Medicare classifies asthma inhalers as durable medical equipment, which means coverage is under Part B for patients who meet other qualifications.
According to the Centers for Disease Control (CDC), over 18 million people have asthma. And while many people tend to associate asthma with children, there are many adults who also deal with the condition. Inhalers are the most common method of managing asthma for both children and adults.
What is an asthma inhaler?
An asthma inhaler is a hand-held device that allows you to spray asthma medication through your mouth to inhale directly into your lungs. The medication is put into pressurized canisters that make it easy to get the medication into the lungs.
Asthma can cause coughing, wheezing, and tightness in the chest. During an asthma attack, your airway becomes smaller, making it harder to breathe, and the inhaler helps to mitigate these symptoms.
Your doctor may also prescribe a nebulizer, either in combination with or instead of an inhaler. A nebulizer turns liquid medications into mist so they can be inhaled.
How does Medicare cover inhalers?
An inhaler or a nebulizer may be covered through your Medicare Part B coverage. Both are covered as durable medical equipment (DME), which is defined by Medicare as medical equipment that is durable, intended to stand up to repeated use, and prescribed by a doctor for use outside of a healthcare setting.
You may be required to rent the equipment, purchase the equipment outright, or you may be able to choose between the two. Typically, inhalers are purchased. You pay 20% coinsurance of the Medicare-approved cost (once you've met your Part B deductible). Other common examples of DME include:
- Blood sugar meters
- Canes and walkers
- Continuous Positive Airway Pressure (CPAP) machines
- Infusion pumps
- Oxygen equipment
For DME to be covered, it must be deemed medically necessary by your doctor and the inhaler must come from a supplier that contracts with Medicare. (See the "Additional resources" section for links.)
If you get the inhaler from a provider that does not accept Medicare, you may have to pay the full cost of the equipment, even if it has been prescribed by your doctor.
While Part B covers the inhaler, your Medicare Part D prescription drug plan covers the medication that goes in your inhaler or nebulizer. Check your plan's drug formulary to see which medications it covers and what your copay would be.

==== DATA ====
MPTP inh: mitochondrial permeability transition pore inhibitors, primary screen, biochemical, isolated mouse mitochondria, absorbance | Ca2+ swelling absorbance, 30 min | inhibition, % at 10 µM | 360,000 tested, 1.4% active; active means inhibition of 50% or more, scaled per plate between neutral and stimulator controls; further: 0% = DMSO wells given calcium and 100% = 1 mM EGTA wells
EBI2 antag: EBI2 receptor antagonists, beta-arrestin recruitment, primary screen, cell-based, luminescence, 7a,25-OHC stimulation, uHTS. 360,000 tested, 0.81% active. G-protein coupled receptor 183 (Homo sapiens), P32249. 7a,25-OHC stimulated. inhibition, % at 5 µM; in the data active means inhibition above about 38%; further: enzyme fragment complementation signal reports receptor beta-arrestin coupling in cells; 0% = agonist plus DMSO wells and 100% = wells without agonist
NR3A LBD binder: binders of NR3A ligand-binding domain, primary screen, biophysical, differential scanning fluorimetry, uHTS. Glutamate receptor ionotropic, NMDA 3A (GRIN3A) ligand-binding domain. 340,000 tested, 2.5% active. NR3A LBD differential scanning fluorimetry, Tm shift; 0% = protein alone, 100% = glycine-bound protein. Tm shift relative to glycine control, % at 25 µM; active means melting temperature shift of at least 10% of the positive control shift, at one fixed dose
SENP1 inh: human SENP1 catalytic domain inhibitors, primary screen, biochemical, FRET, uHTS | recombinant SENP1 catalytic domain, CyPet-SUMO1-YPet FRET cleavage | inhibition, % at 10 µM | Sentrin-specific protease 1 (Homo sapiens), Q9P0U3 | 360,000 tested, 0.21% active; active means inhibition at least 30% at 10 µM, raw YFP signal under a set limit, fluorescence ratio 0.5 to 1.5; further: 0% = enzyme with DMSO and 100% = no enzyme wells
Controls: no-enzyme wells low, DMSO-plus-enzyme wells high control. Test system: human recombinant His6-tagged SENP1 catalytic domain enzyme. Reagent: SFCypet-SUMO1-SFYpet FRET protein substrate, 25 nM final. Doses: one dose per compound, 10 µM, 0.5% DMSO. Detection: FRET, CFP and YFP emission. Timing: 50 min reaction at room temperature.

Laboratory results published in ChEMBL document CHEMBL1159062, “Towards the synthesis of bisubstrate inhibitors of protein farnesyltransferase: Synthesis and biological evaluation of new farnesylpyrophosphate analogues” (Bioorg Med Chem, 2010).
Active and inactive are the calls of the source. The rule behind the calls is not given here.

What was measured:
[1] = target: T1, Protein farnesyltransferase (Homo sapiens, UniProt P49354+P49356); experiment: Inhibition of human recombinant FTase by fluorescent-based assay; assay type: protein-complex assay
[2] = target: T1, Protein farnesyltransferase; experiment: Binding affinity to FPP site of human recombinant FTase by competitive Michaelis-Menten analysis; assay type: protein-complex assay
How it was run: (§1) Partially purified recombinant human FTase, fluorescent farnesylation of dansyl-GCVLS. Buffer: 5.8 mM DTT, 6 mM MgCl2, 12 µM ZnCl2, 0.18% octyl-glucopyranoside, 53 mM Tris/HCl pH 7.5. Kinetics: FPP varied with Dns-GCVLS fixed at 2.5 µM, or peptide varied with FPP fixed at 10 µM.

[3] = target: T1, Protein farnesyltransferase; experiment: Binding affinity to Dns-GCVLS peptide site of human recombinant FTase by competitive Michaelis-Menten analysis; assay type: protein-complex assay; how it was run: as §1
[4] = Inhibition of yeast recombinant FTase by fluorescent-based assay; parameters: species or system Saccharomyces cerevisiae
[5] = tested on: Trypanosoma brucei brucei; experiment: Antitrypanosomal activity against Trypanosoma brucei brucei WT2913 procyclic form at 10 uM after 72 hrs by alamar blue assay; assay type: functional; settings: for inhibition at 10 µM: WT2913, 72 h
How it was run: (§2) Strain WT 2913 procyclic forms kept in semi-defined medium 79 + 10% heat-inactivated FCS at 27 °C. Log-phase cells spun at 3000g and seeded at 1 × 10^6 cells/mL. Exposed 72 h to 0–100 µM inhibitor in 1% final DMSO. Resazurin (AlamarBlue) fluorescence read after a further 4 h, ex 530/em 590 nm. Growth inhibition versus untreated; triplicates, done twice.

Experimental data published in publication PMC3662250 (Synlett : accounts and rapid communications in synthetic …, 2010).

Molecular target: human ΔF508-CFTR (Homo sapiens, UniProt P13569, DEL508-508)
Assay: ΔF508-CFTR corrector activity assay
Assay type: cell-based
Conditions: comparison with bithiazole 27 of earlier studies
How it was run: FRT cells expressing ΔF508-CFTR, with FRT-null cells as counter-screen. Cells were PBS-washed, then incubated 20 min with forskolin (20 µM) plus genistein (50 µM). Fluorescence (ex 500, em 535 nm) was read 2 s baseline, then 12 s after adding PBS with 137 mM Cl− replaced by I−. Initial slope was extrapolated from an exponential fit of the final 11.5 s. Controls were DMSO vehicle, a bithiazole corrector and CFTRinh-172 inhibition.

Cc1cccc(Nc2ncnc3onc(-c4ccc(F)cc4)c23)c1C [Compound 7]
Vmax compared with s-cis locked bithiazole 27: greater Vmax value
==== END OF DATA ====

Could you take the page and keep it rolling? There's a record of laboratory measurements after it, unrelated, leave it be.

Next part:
Does Medicare Advantage cover inhalers?
Medicare Advantage plans (Medicare Part C) are required by federal law to offer the same level of coverage as Original Medicare Parts A and B. So yes, if the same requirements listed above are met, an Advantage plan will cover an inhaler. However, Part C plans are sold by private insurers, so your cost and coverage options vary depending on the plan you choose.
Most Medicare Advantage plans come with additional benefits, such as dental, vision, and prescription drug care. It is entirely possible that you would pay less for an inhaler through an Advantage plan, but it is best to check with your provider to see exactly what your costs will be.
Does Medigap cover inhalers?
Medicare Supplement Insurance, more commonly known as Medigap, helps cover the out-of-pocket costs associated with Medicare. Medigap plans do not, however, provide additional benefits. Instead, a Medigap plan would pay the 20% coinsurance you would typically pay (once you've met your Medicare deductible). Two Supplement plans, K and L, cover the Part B coinsurance at 50% and 75%, respectively. All other Medigap plans cover 100% of your Part B coinsurance.
You can learn more about how Medicare Supplement Insurance works with our Ultimate Guide to Medigap. And you can compare costs and benefits of Medicare Advantage, Part D, and Medigap plans by entering your zip code in our Find a Plan tool.